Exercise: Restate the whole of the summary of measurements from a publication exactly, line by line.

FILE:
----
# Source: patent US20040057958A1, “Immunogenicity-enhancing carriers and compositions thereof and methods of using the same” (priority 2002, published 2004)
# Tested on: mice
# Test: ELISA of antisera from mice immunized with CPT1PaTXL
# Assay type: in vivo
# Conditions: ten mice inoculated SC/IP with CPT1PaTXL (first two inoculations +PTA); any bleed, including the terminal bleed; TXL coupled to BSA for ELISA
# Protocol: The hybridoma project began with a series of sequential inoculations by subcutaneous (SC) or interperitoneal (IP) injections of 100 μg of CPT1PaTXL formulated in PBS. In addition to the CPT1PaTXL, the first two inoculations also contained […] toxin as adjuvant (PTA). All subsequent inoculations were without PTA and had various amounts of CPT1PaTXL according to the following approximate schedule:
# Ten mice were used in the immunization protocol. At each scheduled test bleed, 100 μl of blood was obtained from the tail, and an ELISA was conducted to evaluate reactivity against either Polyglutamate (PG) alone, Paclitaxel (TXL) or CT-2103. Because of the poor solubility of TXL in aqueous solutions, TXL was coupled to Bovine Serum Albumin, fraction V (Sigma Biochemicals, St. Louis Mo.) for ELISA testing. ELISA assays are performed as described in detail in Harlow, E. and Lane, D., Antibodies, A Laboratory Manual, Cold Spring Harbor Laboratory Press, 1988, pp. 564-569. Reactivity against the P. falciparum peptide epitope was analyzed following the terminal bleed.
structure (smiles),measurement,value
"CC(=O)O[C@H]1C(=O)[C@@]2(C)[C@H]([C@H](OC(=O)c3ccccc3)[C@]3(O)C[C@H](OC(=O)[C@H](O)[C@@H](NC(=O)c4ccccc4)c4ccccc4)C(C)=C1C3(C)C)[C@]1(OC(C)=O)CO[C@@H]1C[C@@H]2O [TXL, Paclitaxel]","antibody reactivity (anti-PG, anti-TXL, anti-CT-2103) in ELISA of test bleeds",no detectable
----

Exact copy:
# Source: patent US20040057958A1, “Immunogenicity-enhancing carriers and compositions thereof and methods of using the same” (priority 2002, published 2004)
# Tested on: mice
# Test: ELISA of antisera from mice immunized with CPT1PaTXL
# Assay type: in vivo
# Conditions: ten mice inoculated SC/IP with CPT1PaTXL (first two inoculations +PTA); any bleed, including the terminal bleed; TXL coupled to BSA for ELISA
# Protocol: The hybridoma project began with a series of sequential inoculations by subcutaneous (SC) or interperitoneal (IP) injections of 100 μg of CPT1PaTXL formulated in PBS. In addition to the CPT1PaTXL, the first two inoculations also contained […] toxin as adjuvant (PTA). All subsequent inoculations were without PTA and had various amounts of CPT1PaTXL according to the following approximate schedule:
# Ten mice were used in the immunization protocol. At each scheduled test bleed, 100 μl of blood was obtained from the tail, and an ELISA was conducted to evaluate reactivity against either Polyglutamate (PG) alone, Paclitaxel (TXL) or CT-2103. Because of the poor solubility of TXL in aqueous solutions, TXL was coupled to Bovine Serum Albumin, fraction V (Sigma Biochemicals, St. Louis Mo.) for ELISA testing. ELISA assays are performed as described in detail in Harlow, E. and Lane, D., Antibodies, A Laboratory Manual, Cold Spring Harbor Laboratory Press, 1988, pp. 564-569. Reactivity against the P. falciparum peptide epitope was analyzed following the terminal bleed.
structure (smiles),measurement,value
"CC(=O)O[C@H]1C(=O)[C@@]2(C)[C@H]([C@H](OC(=O)c3ccccc3)[C@]3(O)C[C@H](OC(=O)[C@H](O)[C@@H](NC(=O)c4ccccc4)c4ccccc4)C(C)=C1C3(C)C)[C@]1(OC(C)=O)CO[C@@H]1C[C@@H]2O [TXL, Paclitaxel]","antibody reactivity (anti-PG, anti-TXL, anti-CT-2103) in ELISA of test bleeds",no detectable